Thursday, March 31, 2011

My Favorite Video Game Music, #1: Smiles And Tears

#1: Smiles And Tears

So this is it. It's been a long journey, it's been tough, it's even been painful at times; but we've bonded together and worked through it all together, and yes, we've even had fun. I'm talking, of course, about this Top 50 list. And there's no better way to end it than with this.

I called Aria de Mezzo Carattere the most beautiful video game music ever, and that it is; but this is a close second. And while the Aria was 100% pure beauty, there's something uniquely stirring about this track that you hardly ever find anywhere else. If you just clear your mind and sit back and listen to this music, it will take your mind to unusual places.

Throughout EarthBound your play will be repeatedly interrupted by a random cameraman dropping out of the sky and taking photographs of you. (There are 30-some places in the game this can happen.) He has no apparent connection to the story and his presence in the game is never explained until the very end of the ending. EarthBound's credits come in two parts: first the in-game credits set to a funky beat (see #11), and then EarthBound's magnum opus, this music playing while the game shows you all the photographs that were taken and the credits roll. It is actually quite powerful.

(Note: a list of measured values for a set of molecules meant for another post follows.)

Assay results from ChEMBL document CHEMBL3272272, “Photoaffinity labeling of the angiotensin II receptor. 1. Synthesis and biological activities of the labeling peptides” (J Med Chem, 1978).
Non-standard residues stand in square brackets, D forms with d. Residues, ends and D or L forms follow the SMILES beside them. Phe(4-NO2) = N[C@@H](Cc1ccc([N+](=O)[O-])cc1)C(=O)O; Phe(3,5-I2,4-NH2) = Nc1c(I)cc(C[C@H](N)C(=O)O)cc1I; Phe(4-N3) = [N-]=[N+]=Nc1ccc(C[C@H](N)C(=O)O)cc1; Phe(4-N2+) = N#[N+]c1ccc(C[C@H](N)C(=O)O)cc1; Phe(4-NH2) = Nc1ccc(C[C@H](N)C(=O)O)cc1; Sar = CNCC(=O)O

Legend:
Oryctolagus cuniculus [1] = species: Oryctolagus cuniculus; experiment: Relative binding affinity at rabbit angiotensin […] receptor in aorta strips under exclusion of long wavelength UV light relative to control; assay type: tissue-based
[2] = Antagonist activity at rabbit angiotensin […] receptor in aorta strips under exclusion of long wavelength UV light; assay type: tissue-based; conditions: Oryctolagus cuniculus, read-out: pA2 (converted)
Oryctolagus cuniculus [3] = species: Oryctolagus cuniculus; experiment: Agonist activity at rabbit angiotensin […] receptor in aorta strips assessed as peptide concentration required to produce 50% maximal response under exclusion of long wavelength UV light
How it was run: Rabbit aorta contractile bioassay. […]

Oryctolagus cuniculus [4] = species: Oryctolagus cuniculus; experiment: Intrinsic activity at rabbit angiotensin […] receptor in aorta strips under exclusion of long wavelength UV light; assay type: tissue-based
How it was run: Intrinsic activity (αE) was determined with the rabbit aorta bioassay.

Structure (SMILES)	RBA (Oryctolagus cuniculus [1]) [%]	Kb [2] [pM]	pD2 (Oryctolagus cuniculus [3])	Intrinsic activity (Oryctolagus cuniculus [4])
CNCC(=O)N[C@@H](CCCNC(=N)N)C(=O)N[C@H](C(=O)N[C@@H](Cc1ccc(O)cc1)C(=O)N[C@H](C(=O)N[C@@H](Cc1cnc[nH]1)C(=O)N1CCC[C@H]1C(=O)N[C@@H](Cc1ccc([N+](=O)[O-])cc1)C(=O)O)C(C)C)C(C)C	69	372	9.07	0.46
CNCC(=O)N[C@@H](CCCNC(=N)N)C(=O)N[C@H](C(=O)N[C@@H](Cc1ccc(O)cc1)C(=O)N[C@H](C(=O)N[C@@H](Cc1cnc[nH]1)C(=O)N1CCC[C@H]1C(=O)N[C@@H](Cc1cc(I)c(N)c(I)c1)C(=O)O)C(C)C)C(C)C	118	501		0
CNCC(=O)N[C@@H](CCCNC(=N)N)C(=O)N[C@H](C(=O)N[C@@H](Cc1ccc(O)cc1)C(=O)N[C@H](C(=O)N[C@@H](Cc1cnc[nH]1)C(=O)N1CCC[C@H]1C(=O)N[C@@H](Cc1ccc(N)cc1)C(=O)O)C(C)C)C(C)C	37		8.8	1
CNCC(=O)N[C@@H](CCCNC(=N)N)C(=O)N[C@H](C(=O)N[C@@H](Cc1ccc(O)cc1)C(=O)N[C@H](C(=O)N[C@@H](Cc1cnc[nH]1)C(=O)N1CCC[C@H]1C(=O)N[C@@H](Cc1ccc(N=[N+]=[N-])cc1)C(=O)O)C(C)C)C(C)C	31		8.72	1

I've had 15 years to think about what exactly makes EarthBound so different from every other game--and no doubt EarthBound is a unique game--and so prone to being either loved with devotion or detested with scorn by almost everyone that plays it. And I think one of the important reasons for this is, there is a very strong undercurrent of sentimentality all through EarthBound. You don't really get that with other RPG's; you get epic stories and, sometimes, deep character development, but almost every time the character in question is angsty and broken to some extent. That's absent from EarthBound; the four heroes are early-teenage kids whose regularly scheduled childhood was interrupted by the urgent need to save the world from the horror of Giygas' eternal darkness. EarthBound mixes jokes and lightheartedness with "this is serious business and these kids are really struggling" unusually well, and the further you go in the game the more it slowly tilts toward serious business. By the time you finish the Lost Underworld, the jokes are gone. Right after that is Magicant (i.e., Ness's subconscious) and it's a silly and whimsical place... but not really. And it turns dark fast and culminates with Ness confronting the evil in his own soul. Before Earth's 13-year-old chosen champion can defend it from the encroaching darkness, he must first conquer himself.